“Inherently, I am a process-driven football coach. I don’t chase results; I never have, and I don’t want to change that because of the chair that I’m sitting in,” he said. “I’m going to do everything I can to make sure that we’re ready, that our guys play hard for each other, and the result will be a byproduct of that. If we ask them to do the right thing and the results are a byproduct, then things will fall into place, and I’ll have peace of mind knowing I did everything possible to put Columbia football in the best position to be successful no matter how that gets measured or perceived. … if that leads to having the interim tag lifted, so be it.”
Expect Columbia’s continuity to remain intact, just with a new face at the helm.
Trial by fire
On the day of his promotion, there was just a month-and-a-half to go before the season-opener so “getting settled in” is hardly a sufficient term to describe what Fabish has endured since taking over.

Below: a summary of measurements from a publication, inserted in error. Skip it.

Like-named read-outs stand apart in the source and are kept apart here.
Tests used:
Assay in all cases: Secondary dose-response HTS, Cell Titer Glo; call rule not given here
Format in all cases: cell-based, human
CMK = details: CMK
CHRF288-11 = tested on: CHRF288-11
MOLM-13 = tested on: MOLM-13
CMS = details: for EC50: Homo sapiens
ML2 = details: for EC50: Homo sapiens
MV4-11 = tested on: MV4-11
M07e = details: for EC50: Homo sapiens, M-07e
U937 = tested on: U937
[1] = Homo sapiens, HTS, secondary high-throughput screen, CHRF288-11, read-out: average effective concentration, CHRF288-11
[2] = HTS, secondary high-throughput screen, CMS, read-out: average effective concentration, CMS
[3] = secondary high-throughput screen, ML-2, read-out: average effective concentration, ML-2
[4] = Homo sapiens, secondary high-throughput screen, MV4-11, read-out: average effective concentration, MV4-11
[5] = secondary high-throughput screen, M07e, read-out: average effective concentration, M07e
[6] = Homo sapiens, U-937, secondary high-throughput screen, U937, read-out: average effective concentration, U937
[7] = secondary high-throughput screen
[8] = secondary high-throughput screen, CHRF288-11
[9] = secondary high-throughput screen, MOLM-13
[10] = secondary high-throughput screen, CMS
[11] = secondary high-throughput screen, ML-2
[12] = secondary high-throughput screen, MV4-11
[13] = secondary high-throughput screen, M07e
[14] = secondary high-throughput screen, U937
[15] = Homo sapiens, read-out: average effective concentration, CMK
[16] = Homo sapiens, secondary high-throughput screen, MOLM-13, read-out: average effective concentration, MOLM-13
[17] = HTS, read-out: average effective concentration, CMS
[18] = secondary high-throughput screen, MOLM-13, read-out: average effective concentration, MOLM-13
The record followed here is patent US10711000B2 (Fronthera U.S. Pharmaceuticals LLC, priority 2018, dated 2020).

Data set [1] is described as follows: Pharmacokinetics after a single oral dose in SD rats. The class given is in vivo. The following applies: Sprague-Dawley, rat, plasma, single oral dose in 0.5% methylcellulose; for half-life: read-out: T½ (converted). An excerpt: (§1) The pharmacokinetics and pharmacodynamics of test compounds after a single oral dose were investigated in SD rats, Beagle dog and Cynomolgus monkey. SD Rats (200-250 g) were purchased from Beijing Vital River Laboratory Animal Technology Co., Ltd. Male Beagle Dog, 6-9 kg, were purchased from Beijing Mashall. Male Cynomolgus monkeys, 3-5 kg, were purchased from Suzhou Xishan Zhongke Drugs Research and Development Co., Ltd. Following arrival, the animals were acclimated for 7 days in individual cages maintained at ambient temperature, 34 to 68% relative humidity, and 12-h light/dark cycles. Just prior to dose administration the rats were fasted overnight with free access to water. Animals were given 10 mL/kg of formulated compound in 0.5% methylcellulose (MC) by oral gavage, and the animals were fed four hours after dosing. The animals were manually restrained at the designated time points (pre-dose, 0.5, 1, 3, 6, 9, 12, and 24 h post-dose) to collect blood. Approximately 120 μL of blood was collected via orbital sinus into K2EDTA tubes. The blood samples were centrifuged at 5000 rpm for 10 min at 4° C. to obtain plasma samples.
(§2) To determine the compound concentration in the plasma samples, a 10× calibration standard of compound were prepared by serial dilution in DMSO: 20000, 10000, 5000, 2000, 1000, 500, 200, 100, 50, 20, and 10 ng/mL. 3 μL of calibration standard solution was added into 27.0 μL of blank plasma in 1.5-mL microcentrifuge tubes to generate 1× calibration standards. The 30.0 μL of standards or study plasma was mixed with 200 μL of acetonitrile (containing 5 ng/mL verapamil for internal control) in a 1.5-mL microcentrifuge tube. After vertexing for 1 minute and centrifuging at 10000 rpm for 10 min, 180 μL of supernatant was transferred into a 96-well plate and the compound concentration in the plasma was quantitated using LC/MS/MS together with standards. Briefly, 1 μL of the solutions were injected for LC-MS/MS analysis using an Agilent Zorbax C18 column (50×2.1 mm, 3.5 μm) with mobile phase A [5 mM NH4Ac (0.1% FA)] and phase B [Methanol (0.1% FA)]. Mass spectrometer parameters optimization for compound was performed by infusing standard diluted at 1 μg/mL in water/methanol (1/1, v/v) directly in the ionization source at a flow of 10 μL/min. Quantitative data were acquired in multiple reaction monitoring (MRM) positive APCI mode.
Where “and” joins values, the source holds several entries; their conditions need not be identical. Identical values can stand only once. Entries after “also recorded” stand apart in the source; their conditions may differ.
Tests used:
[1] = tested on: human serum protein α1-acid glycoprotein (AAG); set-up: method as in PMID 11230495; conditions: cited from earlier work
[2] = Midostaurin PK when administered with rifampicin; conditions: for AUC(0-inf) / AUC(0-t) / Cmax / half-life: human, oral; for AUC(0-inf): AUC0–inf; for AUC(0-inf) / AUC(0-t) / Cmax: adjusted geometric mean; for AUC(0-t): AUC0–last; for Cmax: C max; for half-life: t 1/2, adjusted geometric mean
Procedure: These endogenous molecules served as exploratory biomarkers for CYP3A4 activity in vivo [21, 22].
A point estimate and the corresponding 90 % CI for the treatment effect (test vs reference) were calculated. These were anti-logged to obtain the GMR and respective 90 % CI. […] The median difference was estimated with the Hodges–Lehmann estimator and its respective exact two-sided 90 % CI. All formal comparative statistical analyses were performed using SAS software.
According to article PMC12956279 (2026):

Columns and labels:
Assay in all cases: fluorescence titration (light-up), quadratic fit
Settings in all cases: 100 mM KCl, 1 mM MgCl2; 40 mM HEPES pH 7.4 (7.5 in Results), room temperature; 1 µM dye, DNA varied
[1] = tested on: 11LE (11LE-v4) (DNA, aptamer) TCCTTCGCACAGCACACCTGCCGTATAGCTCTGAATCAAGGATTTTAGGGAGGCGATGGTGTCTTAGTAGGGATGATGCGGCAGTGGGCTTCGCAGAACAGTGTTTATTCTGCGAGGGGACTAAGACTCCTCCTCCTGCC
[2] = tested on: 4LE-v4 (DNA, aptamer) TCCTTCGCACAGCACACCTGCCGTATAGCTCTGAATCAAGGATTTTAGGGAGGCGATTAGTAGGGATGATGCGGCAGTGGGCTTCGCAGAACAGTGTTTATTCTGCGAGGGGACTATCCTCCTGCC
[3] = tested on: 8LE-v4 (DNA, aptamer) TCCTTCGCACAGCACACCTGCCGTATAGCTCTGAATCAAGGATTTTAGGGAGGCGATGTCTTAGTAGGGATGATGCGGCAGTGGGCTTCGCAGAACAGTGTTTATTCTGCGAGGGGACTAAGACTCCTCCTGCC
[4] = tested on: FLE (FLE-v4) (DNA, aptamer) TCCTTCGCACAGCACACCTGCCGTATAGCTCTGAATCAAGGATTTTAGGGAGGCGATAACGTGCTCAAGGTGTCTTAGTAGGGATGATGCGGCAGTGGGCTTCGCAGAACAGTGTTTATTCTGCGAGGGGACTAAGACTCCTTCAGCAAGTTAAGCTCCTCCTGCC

Instead, Fabish calls it “trial by fire.”
“You have to be ready,” Fabish said. “These guys are smart, and they are motivated, and they will see through you if you’re not prepared so every meeting every day, I have to be ready. My message at the end of practice, every meeting, it better be on point and better hit home otherwise I lose credibility. They are listening to every word, locked in, they know what it should look like because I’m following a legend, so I have to make sure I’m on for them.”
There’s been no time to sit back and consider all his emotions or how he wants to do things. He’s needed to just keep plugging away.